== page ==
Senior Beier Ko and sophomore Agnes Sibiliski collaborated to form a tenacious tandem over the weekend in the Crimson’s split of two matches against Princeton and Penn. The pair won both of their doubles matches against the Tigers and the Quakers, and com
The Crimson women’s tennis team returned to the Murr Center this weekend to host its first matches in over four weeks. On Friday afternoon, Harvard (10-8, 3-1 Ivy) lost a vital Ancient Eight match-up to rival No. 46 Princeton (16-7, 4-1 Ivy) 5-2, but recovered on Saturday to defeat Penn (1-14, 0-5 Ivy) 4-3.
The Crimson entered the weekend on top of the Ivy League standings, but the loss to the Tigers hurts Harvard’s chances at the league crown.
“We know that we’re still in the race for the Ivy League championship,” Crimson coach Traci Green said. “Right now our focus is on winning every match...for the rest of the season.”
Harvard is now just a half game behind No. 60 Brown, No. 44 Yale, and Princeton, and likely must defeat all its remaining opponents, including challenging match-ups against the Bears and Bulldogs next weekend, to take the title.
HARVARD 4, PENN 3
The Crimson defeated the Quakers for the first time since 2006, when Harvard was ranked No. 15 and Penn was No. 41. This time, although both teams were unranked, there were still critical Ancient Eight records at stake, as the Crimson kept its hopes alive for an Ivy crown with a victory.
A day after Princeton snapped Harvard’s four-match win streak, its longest since winning eight straight in April 2006, the Crimson extended its doubles point win streak to six.
Captain Laura Peterzan and freshman Camille Jania at No. 3 quickly disposed of their Quaker opponents 8-2 and moved to 6-0 as partners, while at No. 1 senior Beier Ko and sophomore Agnes Sibilski won 8-3.
Sophomore Samantha Rosekrans and freshman Holly Cao, fought back from an early 3-0 deficit, but lost the set in a tiebreak, 8-7 (7-3).
Avenging her 6-2, 6-0 defeat in last year’s match against Penn’s Ekaterina Kominskaya, Ko won the No. 1 rematch Saturday with a pair of 6-2 sets to improve to 7-5 at that position.
Relying on her powerful backhand, Cao got back on the winning track at No. 5 with a 6-1, 6-2 win, despite feeling a little under the weather, according to Green.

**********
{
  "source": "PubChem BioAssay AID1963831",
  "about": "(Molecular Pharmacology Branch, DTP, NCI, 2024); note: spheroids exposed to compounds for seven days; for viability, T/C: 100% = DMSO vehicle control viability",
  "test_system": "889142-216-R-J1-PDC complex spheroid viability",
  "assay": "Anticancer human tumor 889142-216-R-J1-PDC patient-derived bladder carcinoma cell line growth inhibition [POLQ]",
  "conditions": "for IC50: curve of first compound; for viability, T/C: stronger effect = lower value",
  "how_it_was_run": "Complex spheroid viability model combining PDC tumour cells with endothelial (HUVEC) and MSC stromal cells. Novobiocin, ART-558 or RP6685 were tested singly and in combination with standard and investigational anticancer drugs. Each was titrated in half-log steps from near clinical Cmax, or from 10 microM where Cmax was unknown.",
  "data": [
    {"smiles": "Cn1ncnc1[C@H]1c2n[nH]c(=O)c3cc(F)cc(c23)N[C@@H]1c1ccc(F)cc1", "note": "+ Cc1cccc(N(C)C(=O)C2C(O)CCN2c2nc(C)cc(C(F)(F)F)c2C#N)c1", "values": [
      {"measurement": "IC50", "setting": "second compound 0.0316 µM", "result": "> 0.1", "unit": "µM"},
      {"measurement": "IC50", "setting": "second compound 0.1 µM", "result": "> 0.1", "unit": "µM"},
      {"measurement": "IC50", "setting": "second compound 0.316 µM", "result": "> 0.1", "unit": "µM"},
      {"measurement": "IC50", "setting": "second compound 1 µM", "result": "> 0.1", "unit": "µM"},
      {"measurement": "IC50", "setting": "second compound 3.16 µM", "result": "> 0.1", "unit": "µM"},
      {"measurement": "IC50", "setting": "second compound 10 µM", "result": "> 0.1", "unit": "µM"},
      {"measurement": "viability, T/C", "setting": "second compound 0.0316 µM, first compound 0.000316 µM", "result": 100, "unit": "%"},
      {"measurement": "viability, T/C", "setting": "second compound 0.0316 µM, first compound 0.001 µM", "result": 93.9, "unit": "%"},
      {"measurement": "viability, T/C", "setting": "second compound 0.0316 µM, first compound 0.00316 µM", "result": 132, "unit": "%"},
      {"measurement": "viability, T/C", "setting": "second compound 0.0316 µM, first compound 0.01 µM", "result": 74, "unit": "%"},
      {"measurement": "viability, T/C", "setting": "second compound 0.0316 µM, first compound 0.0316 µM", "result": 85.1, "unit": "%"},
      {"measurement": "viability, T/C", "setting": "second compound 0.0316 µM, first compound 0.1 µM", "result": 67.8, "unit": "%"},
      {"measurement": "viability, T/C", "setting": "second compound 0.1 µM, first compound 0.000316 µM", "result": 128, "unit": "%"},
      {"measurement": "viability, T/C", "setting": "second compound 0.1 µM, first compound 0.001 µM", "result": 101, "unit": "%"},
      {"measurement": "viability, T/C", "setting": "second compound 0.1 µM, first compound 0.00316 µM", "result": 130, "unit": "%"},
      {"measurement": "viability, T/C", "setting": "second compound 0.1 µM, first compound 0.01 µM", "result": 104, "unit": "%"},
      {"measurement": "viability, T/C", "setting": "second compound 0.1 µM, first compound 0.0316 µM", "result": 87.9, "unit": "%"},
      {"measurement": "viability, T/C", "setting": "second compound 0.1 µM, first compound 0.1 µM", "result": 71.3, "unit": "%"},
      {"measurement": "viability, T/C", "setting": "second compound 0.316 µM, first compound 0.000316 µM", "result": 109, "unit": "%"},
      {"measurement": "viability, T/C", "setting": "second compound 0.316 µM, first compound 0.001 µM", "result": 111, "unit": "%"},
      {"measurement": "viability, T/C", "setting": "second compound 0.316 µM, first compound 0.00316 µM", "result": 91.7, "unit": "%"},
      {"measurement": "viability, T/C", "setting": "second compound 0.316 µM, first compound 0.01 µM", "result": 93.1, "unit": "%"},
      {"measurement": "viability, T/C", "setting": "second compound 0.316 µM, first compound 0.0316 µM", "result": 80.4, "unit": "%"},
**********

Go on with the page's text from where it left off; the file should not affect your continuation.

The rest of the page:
“I’ve always had a strong backhand,” Cao said. “I prefer my backhand. It just comes naturally I guess.”
Sibilski clinched her ninth singles victory and the overall match for Harvard with a 6-4, 6-3 win at No. 4.
“[Sibilski] was a little bit fatigued [from] yesterday’s match, so I’m really proud of the way she found a way to keep it close and come out with the win,” Green said.
With the match decided, Peterzan fell at No. 2, 6-4, 6-2, while Rosekrans dropped her match 7-5, 6-4. Freshman Louise Laciny failed to take advantage of three Penn double faults in the super tiebreak, resulting in a 6-4, 6-7(4), 10-6 defeat.
PRINCETON 5, HARVARD 2
The Crimson began the afternoon with a sweep in the competitive doubles matches.
Down 6-5 at No. 2, Rosekrans and Cao converted their next two break opportunities to win 8-6, finishing the match with a lob to the back left corner over the gazing Tigers’ eyes.
Sibilski and Ko stepped up to the challenge of facing the No. 37 doubles pair in the nation, defeating the Princeton duo of Hilary Bartlett and Taylor Marable, 8-6, and clinching the doubles point for Harvard.
“That was a great win for them,” Green said. “It’s definitely going to give them confidence.”
At No. 3, Jania and Peterzan remained undefeated as partners, defeating the Tigers 8-4.
“Camille and Laura have been really clutch for us this season so far, and they’re really growing as a team,” Green said.
After two quick losses in singles by Jania and Sibilski, Peterzan succumbed 6-1 in her second set against No. 99 Bartlett after losing a first set tiebreak 7-3.
With Harvard down 3-1 in the contest, Cao fought to keep the Crimson’s chances for an undefeated Ivy season—and her own personal undefeated record—alive but failed after falling behind in the third set and finding herself unable to recover. Princeton took the No. 5 match 6-1, 3-6, 6-3 and the overall contest with the point.
But on a positive note, Ko earned her sixth victory at No. 1 with her 2-6, 6-3, 6-3 comeback victory.
Rosekrans stunned onlookers in the first set after mounting a comeback from a 4-0 deficit to win the set, 7-5, on an overhead put-away on a lob while approaching the net. But her momentum didn’t carry into the following sets and she dropped the match 5-7, 6-4, 6-4.